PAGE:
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THE HEALTH CARE SYSTEM IN BELGIUM J. De Cock – CEO National Institute Health & Disability Insurance (NIHDI) East Poland Houce - 29 March 2011.

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Presentation on theme: "THE HEALTH CARE SYSTEM IN BELGIUM J. De Cock – CEO National Institute Health & Disability Insurance (NIHDI) East Poland Houce - 29 March 2011."— Presentation transcript:

1 THE HEALTH CARE SYSTEM IN BELGIUM J. De Cock – CEO National Institute Health & Disability Insurance (NIHDI) East Poland Houce - 29 March 2011

2 SUMMARY I.Introduction II.Organisational structure & management III.Health care finance & expenditure IV.Compulsory health care insurance V.Recent Trends

3 INTRODUCTION Key characteristics: Universal and compulsory scheme => principle of solidarity and fairness Large benefit basket => principle of responsiveness Managed jointly by all stakeholders => principle of responsible partnership Free choice of patients and large offer of health providers and services => principle of access State controlled, executed by private not for profit organizations => principle of subsidiarity

4 ORGANISATIONAL STRUCTURE & MANAGEMENT (I) Actors on the federal Belgian level  FPS of Public Health, Safety of the Food Chain en Environment (+ Agency for pharmaceuticals)  FPS of Social Security  Federal knowledge centre (HTA, …)

5 ORGANISATIONAL STRUCTURE & MANAGEMENT (II) National Institute for Sickness and Invalidity Insurance: – general organisation & financial management – implementation and control of regulations – important bodies:  General Council  Insurance Committee

6 ORGANISATIONAL STRUCTURE & MANAGEMENT (III) health care insurers (“mutualities”) health care providers insured persons / patients

7 ORGANISATIONAL STRUCTURE & MANAGEMENT (IV)

8 HEALTH CARE FINANCE & EXPENDITURE (I) Health care financing social security contributions government contributions external sources of funding patient contributions (out-of-pocket payments) private insurance

9 A BALANCED BUDGET AS FROM 2005 YearReal Expenditure GrowthBudgetBoni/Mali (in mio €)In %(in mio €) ,56, ,7- 401, ,47, ,7- 318, ,02, ,5+ 254, ,78, ,8- 41, ,59, ,8- 513, ,22, ,4+ 148, ,32, ,1+ 737, ,46, ,7+745, ,19, ,0+756, ,27, ,5+956,3 HEALTH CARE FINANCE & EXPENDITURE (II)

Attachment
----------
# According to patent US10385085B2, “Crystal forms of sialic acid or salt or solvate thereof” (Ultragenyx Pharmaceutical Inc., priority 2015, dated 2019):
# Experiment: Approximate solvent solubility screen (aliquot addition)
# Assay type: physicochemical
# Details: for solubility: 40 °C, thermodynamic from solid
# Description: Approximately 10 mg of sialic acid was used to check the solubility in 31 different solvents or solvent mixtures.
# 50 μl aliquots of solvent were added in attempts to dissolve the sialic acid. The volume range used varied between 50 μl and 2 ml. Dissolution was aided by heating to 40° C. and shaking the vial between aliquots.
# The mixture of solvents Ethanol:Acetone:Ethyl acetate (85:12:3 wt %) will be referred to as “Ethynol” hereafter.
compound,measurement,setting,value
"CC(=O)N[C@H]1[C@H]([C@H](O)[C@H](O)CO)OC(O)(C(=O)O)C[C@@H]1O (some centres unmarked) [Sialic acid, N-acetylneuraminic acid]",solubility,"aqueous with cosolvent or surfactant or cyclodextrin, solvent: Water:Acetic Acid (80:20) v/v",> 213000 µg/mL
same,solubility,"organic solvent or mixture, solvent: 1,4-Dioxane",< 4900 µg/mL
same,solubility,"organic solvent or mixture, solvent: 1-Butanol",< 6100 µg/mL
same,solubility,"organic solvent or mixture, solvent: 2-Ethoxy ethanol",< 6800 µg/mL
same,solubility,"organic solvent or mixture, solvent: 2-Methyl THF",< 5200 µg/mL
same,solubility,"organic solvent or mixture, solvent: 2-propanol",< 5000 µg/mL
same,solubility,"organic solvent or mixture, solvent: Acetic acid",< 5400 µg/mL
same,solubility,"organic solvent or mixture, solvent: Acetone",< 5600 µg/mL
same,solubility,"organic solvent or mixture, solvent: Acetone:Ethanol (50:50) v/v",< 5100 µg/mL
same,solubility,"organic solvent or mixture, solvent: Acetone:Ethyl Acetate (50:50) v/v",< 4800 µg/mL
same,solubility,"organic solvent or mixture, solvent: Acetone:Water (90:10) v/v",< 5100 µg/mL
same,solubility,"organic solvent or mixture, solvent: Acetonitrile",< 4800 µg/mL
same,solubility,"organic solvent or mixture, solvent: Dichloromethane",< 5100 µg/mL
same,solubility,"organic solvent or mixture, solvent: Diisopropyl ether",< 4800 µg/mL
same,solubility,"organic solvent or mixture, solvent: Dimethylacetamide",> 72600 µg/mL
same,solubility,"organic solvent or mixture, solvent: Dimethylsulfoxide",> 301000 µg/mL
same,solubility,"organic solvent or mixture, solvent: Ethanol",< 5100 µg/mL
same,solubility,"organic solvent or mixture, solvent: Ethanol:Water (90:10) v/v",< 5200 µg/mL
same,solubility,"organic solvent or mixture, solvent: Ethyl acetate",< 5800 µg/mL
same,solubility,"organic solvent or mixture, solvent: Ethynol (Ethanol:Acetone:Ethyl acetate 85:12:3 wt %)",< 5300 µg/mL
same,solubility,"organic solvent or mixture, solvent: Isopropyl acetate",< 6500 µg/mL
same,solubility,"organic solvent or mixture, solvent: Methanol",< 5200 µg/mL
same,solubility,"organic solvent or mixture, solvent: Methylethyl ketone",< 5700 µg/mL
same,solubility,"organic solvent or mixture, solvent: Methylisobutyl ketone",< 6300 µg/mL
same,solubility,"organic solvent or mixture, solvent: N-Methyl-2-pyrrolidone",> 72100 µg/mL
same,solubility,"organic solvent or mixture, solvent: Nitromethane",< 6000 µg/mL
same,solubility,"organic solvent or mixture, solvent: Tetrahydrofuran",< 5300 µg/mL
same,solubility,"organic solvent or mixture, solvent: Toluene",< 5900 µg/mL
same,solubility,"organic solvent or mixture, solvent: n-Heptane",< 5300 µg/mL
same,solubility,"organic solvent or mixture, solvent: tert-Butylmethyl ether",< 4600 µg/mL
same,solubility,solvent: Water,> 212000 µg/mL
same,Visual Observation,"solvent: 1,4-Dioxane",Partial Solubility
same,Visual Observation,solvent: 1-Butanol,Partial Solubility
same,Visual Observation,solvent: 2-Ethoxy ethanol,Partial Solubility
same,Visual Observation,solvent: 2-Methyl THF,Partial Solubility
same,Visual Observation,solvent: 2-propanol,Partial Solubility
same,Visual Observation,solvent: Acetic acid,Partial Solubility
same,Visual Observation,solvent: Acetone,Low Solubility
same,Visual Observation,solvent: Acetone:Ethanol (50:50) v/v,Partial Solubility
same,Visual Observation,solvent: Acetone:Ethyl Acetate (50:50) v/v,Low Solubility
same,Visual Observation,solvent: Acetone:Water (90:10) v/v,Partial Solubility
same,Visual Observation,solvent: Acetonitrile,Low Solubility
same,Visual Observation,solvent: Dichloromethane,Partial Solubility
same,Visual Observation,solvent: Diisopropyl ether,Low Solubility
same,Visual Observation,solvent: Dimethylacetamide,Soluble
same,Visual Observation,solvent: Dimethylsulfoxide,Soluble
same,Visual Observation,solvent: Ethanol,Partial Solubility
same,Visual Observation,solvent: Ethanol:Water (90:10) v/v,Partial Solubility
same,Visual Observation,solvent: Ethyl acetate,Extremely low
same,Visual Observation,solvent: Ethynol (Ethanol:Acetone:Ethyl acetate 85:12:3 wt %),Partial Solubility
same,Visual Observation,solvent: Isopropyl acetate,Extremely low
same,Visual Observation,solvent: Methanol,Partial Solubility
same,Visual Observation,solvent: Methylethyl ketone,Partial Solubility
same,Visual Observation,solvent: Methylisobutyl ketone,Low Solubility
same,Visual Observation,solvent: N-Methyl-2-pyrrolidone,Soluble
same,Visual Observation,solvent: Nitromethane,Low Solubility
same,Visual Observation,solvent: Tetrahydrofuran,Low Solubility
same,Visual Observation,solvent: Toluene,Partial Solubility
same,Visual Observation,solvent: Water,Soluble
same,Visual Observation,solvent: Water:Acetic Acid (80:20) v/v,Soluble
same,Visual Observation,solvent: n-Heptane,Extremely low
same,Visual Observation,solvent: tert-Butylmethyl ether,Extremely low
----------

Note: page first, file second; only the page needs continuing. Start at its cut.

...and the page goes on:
10 HEALTH CARE FINANCE & EXPENDITURE (III) Period Share nominalreal Residential elderly care 8,126,01 7,54 8,97 Home care 7,084,97 4,28 4,68 Pharmaceutical care 6,023,92 19,06 19,01 Hospital care 4,772,71 24,85 22,35 Dentistry 6,934,81 3,11 3,35 Doctors 5,463,39 32,73 31,15 Implants 8,045,90 1,92 2,25 Physiotherapy 4,051,99 3,07 2,56 Other paramedical care 9,197,06 1,62 2,11 Rehabilitation 7,905,77 1,76 2,06 Others 75,1471,56 0,06 1,51 Global 6,023,94 100,00 Bron: RIZIV,

11 HEALTH CARE FINANCE & EXPENDITURE (IV) Budgeting the compulsory health care insurance Committees on conventions and agreements   Insurance Committee  (+ Committee on budgetary control)  General Council   Minister of Social Affairs 

12 HEALTH CARE FINANCE & EXPENDITURE (V) Source : OECD Health Data 2008 – Version: december 2008 Total health expenditure as % of GDP, 2007 Id, per capitaPublic health expenditure as % of total health expenditure, 2007 % GDP(US $)% BE 10,23.595(74) NL 9, FR 11, ,0 DE 10, ,9 UK 8, ,7 US 16, ,4

13 COMPULSORY HEALTH CARE INSURANCE (I) Who is covered? – practically the whole population – conditions to be eligible:  compulsory membership of health insurance fund  payment of a minimum contribution  (six-month waiting period)

14 COMPULSORY HEALTH CARE INSURANCE (II) What is the extent of the coverage? both preventive and curative care required for maintaining and repairing a person's health –medical care is divided in 25 different categories, the most important of which are these: ordinary medical care (GP, specialist, …) - dental care – deliveries - pharmaceutical products (pharmaceutical specialities, generic drugs, …) - hospital care - help required for revalidation – etc.

15 COMPULSORY HEALTH CARE INSURANCE (III) How are reimbursable benefits determined? –nomenclature of medical services (± fee schedule) –list of medicines qualifying for reimbursement determined by the NISII in consultation with the various actors involved which services are reimbursable, their amounts and the conditions under which they are reimbursed (taking into account the budgetary limits)

16 COMPULSORY HEALTH CARE INSURANCE (IV) What is the insurance contribution? health care insurance provides financial contribution to the costs – nomenclature of medical services:  out-of-pocket on average 25 % – list of medicines:  out-of-pocket between 0 % and 80 %

17 COMPULSORY HEALTH CARE INSURANCE (V) How can patients obtain reimbursement? – standard procedure:  reimbursement a posteriori – special rule:  third-party payer system compulsory for hospitals retail pharmacy

18 COMPULSORY HEALTH CARE INSURANCE (VI) Summary: health care costs in the broadest sense (treatment, reimbursable and non-reimbursable medicines, infrastructure expenses, …) are largely born by three main components: the community : ± 76,4 % the patients : ± 17,7 % the private insurers : ± 5,9 %

19 RECENT TRENDS (I) Headlines –accessibility: new instruments (maximum billing, chronically ill) –pharmaceutical policy: new balance between innovation and responsibility of the industry and health providers –primary care: new incentives –LTC: new care models –hospitals: new financing mechanisms –sustainability: new procedures for cost containment and financial responsibility of all actors

20 RECENT TRENDS (II) Roadmap –development of health plans for cancer treatment and chronic diseases –development of integrated care models –development of eHealth strategy –development of quality tools

21 Thank you for your attention !


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